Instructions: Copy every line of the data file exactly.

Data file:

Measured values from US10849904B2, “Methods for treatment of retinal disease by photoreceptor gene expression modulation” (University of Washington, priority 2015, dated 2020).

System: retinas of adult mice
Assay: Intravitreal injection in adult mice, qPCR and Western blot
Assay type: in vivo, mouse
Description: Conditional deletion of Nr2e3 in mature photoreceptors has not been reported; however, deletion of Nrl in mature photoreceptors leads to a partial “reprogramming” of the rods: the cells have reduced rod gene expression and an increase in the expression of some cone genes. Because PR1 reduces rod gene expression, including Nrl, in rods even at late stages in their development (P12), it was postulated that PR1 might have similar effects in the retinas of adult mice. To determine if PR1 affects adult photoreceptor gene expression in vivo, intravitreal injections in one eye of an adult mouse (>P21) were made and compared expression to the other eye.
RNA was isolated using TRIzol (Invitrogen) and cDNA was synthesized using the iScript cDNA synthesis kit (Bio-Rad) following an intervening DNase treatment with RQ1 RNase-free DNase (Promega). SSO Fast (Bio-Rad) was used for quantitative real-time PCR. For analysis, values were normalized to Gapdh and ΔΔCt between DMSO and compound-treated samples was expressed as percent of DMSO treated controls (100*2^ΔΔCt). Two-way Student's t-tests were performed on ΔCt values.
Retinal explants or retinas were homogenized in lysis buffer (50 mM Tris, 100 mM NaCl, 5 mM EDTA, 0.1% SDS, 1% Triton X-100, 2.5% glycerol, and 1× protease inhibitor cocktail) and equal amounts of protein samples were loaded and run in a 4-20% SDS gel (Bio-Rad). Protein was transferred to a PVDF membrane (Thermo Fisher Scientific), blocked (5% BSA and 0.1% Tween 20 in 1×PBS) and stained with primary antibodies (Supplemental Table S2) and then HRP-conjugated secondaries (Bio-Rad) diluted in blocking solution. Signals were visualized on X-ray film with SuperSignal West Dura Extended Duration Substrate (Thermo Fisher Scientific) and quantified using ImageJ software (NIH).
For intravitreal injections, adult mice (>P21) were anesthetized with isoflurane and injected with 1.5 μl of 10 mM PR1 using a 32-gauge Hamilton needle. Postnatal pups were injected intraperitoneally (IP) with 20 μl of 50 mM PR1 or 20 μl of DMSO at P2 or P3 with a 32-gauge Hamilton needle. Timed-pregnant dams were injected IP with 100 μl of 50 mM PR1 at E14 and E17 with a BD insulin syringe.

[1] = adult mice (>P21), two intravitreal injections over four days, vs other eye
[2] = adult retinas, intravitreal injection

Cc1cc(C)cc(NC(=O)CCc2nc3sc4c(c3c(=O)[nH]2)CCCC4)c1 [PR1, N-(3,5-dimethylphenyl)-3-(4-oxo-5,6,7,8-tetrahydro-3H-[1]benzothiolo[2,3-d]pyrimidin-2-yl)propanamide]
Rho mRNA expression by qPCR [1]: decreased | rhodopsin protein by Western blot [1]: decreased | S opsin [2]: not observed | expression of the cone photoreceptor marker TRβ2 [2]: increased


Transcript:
Measured values from US10849904B2, “Methods for treatment of retinal disease by photoreceptor gene expression modulation” (University of Washington, priority 2015, dated 2020).

System: retinas of adult mice
Assay: Intravitreal injection in adult mice, qPCR and Western blot
Assay type: in vivo, mouse
Description: Conditional deletion of Nr2e3 in mature photoreceptors has not been reported; however, deletion of Nrl in mature photoreceptors leads to a partial “reprogramming” of the rods: the cells have reduced rod gene expression and an increase in the expression of some cone genes. Because PR1 reduces rod gene expression, including Nrl, in rods even at late stages in their development (P12), it was postulated that PR1 might have similar effects in the retinas of adult mice. To determine if PR1 affects adult photoreceptor gene expression in vivo, intravitreal injections in one eye of an adult mouse (>P21) were made and compared expression to the other eye.
RNA was isolated using TRIzol (Invitrogen) and cDNA was synthesized using the iScript cDNA synthesis kit (Bio-Rad) following an intervening DNase treatment with RQ1 RNase-free DNase (Promega). SSO Fast (Bio-Rad) was used for quantitative real-time PCR. For analysis, values were normalized to Gapdh and ΔΔCt between DMSO and compound-treated samples was expressed as percent of DMSO treated controls (100*2^ΔΔCt). Two-way Student's t-tests were performed on ΔCt values.
Retinal explants or retinas were homogenized in lysis buffer (50 mM Tris, 100 mM NaCl, 5 mM EDTA, 0.1% SDS, 1% Triton X-100, 2.5% glycerol, and 1× protease inhibitor cocktail) and equal amounts of protein samples were loaded and run in a 4-20% SDS gel (Bio-Rad). Protein was transferred to a PVDF membrane (Thermo Fisher Scientific), blocked (5% BSA and 0.1% Tween 20 in 1×PBS) and stained with primary antibodies (Supplemental Table S2) and then HRP-conjugated secondaries (Bio-Rad) diluted in blocking solution. Signals were visualized on X-ray film with SuperSignal West Dura Extended Duration Substrate (Thermo Fisher Scientific) and quantified using ImageJ software (NIH).
For intravitreal injections, adult mice (>P21) were anesthetized with isoflurane and injected with 1.5 μl of 10 mM PR1 using a 32-gauge Hamilton needle. Postnatal pups were injected intraperitoneally (IP) with 20 μl of 50 mM PR1 or 20 μl of DMSO at P2 or P3 with a 32-gauge Hamilton needle. Timed-pregnant dams were injected IP with 100 μl of 50 mM PR1 at E14 and E17 with a BD insulin syringe.

[1] = adult mice (>P21), two intravitreal injections over four days, vs other eye
[2] = adult retinas, intravitreal injection

Cc1cc(C)cc(NC(=O)CCc2nc3sc4c(c3c(=O)[nH]2)CCCC4)c1 [PR1, N-(3,5-dimethylphenyl)-3-(4-oxo-5,6,7,8-tetrahydro-3H-[1]benzothiolo[2,3-d]pyrimidin-2-yl)propanamide]
Rho mRNA expression by qPCR [1]: decreased | rhodopsin protein by Western blot [1]: decreased | S opsin [2]: not observed | expression of the cone photoreceptor marker TRβ2 [2]: increased